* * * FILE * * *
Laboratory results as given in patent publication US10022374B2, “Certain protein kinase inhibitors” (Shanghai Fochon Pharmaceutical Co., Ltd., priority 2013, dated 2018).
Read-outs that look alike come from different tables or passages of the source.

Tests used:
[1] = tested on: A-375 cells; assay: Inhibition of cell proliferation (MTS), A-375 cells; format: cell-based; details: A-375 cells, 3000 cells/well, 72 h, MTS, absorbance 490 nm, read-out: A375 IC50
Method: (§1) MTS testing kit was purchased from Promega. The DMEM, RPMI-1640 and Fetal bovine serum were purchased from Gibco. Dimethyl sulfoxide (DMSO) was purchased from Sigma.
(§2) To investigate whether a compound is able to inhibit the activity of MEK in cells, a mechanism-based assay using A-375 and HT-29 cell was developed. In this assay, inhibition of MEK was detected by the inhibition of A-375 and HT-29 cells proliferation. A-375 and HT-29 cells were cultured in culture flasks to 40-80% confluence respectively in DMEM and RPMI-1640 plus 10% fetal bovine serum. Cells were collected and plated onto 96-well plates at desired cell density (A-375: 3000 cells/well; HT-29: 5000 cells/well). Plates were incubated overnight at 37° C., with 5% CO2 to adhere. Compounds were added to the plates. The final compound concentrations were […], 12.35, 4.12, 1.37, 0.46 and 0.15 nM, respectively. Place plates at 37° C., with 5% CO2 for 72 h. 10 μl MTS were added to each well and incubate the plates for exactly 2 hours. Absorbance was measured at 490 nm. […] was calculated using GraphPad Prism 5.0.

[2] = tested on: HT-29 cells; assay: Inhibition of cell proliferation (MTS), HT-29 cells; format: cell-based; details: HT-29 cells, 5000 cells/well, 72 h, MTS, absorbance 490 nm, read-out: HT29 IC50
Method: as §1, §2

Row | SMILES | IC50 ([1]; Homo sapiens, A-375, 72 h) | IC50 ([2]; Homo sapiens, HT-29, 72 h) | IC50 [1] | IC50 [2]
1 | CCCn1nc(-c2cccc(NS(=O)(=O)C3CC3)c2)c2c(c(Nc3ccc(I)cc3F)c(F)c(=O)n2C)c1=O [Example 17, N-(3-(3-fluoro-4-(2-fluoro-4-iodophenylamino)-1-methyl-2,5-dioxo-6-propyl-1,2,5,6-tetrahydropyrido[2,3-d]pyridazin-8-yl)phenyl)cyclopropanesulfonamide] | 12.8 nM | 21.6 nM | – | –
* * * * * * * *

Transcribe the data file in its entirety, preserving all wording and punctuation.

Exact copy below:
Laboratory results as given in patent publication US10022374B2, “Certain protein kinase inhibitors” (Shanghai Fochon Pharmaceutical Co., Ltd., priority 2013, dated 2018).
Read-outs that look alike come from different tables or passages of the source.

Tests used:
[1] = tested on: A-375 cells; assay: Inhibition of cell proliferation (MTS), A-375 cells; format: cell-based; details: A-375 cells, 3000 cells/well, 72 h, MTS, absorbance 490 nm, read-out: A375 IC50
Method: (§1) MTS testing kit was purchased from Promega. The DMEM, RPMI-1640 and Fetal bovine serum were purchased from Gibco. Dimethyl sulfoxide (DMSO) was purchased from Sigma.
(§2) To investigate whether a compound is able to inhibit the activity of MEK in cells, a mechanism-based assay using A-375 and HT-29 cell was developed. In this assay, inhibition of MEK was detected by the inhibition of A-375 and HT-29 cells proliferation. A-375 and HT-29 cells were cultured in culture flasks to 40-80% confluence respectively in DMEM and RPMI-1640 plus 10% fetal bovine serum. Cells were collected and plated onto 96-well plates at desired cell density (A-375: 3000 cells/well; HT-29: 5000 cells/well). Plates were incubated overnight at 37° C., with 5% CO2 to adhere. Compounds were added to the plates. The final compound concentrations were […], 12.35, 4.12, 1.37, 0.46 and 0.15 nM, respectively. Place plates at 37° C., with 5% CO2 for 72 h. 10 μl MTS were added to each well and incubate the plates for exactly 2 hours. Absorbance was measured at 490 nm. […] was calculated using GraphPad Prism 5.0.

[2] = tested on: HT-29 cells; assay: Inhibition of cell proliferation (MTS), HT-29 cells; format: cell-based; details: HT-29 cells, 5000 cells/well, 72 h, MTS, absorbance 490 nm, read-out: HT29 IC50
Method: as §1, §2

Row | SMILES | IC50 ([1]; Homo sapiens, A-375, 72 h) | IC50 ([2]; Homo sapiens, HT-29, 72 h) | IC50 [1] | IC50 [2]
1 | CCCn1nc(-c2cccc(NS(=O)(=O)C3CC3)c2)c2c(c(Nc3ccc(I)cc3F)c(F)c(=O)n2C)c1=O [Example 17, N-(3-(3-fluoro-4-(2-fluoro-4-iodophenylamino)-1-methyl-2,5-dioxo-6-propyl-1,2,5,6-tetrahydropyrido[2,3-d]pyridazin-8-yl)phenyl)cyclopropanesulfonamide] | 12.8 nM | 21.6 nM | – | –